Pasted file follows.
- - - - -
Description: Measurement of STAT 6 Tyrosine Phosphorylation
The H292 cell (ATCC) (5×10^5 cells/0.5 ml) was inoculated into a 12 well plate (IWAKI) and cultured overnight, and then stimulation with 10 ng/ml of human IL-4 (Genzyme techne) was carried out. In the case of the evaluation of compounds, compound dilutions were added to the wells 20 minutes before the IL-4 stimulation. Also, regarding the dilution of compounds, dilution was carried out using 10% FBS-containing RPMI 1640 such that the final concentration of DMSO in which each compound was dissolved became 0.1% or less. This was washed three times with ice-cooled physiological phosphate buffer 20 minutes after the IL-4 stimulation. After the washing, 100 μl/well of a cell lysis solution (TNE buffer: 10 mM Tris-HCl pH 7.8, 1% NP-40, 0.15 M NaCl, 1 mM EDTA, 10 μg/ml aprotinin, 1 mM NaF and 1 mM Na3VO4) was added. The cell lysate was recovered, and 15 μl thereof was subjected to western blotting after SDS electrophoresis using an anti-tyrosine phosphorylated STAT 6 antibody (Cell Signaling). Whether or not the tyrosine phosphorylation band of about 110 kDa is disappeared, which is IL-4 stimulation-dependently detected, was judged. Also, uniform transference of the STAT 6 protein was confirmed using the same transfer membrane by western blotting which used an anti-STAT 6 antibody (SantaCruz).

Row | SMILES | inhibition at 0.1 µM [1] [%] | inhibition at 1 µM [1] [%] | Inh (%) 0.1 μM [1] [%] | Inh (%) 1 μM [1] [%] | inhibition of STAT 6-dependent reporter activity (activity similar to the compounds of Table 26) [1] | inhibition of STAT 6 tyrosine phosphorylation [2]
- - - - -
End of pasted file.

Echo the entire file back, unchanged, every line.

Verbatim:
Description: Measurement of STAT 6 Tyrosine Phosphorylation
The H292 cell (ATCC) (5×10^5 cells/0.5 ml) was inoculated into a 12 well plate (IWAKI) and cultured overnight, and then stimulation with 10 ng/ml of human IL-4 (Genzyme techne) was carried out. In the case of the evaluation of compounds, compound dilutions were added to the wells 20 minutes before the IL-4 stimulation. Also, regarding the dilution of compounds, dilution was carried out using 10% FBS-containing RPMI 1640 such that the final concentration of DMSO in which each compound was dissolved became 0.1% or less. This was washed three times with ice-cooled physiological phosphate buffer 20 minutes after the IL-4 stimulation. After the washing, 100 μl/well of a cell lysis solution (TNE buffer: 10 mM Tris-HCl pH 7.8, 1% NP-40, 0.15 M NaCl, 1 mM EDTA, 10 μg/ml aprotinin, 1 mM NaF and 1 mM Na3VO4) was added. The cell lysate was recovered, and 15 μl thereof was subjected to western blotting after SDS electrophoresis using an anti-tyrosine phosphorylated STAT 6 antibody (Cell Signaling). Whether or not the tyrosine phosphorylation band of about 110 kDa is disappeared, which is IL-4 stimulation-dependently detected, was judged. Also, uniform transference of the STAT 6 protein was confirmed using the same transfer membrane by western blotting which used an anti-STAT 6 antibody (SantaCruz).

Row | SMILES | inhibition at 0.1 µM [1] [%] | inhibition at 1 µM [1] [%] | Inh (%) 0.1 μM [1] [%] | Inh (%) 1 μM [1] [%] | inhibition of STAT 6-dependent reporter activity (activity similar to the compounds of Table 26) [1] | inhibition of STAT 6 tyrosine phosphorylation [2]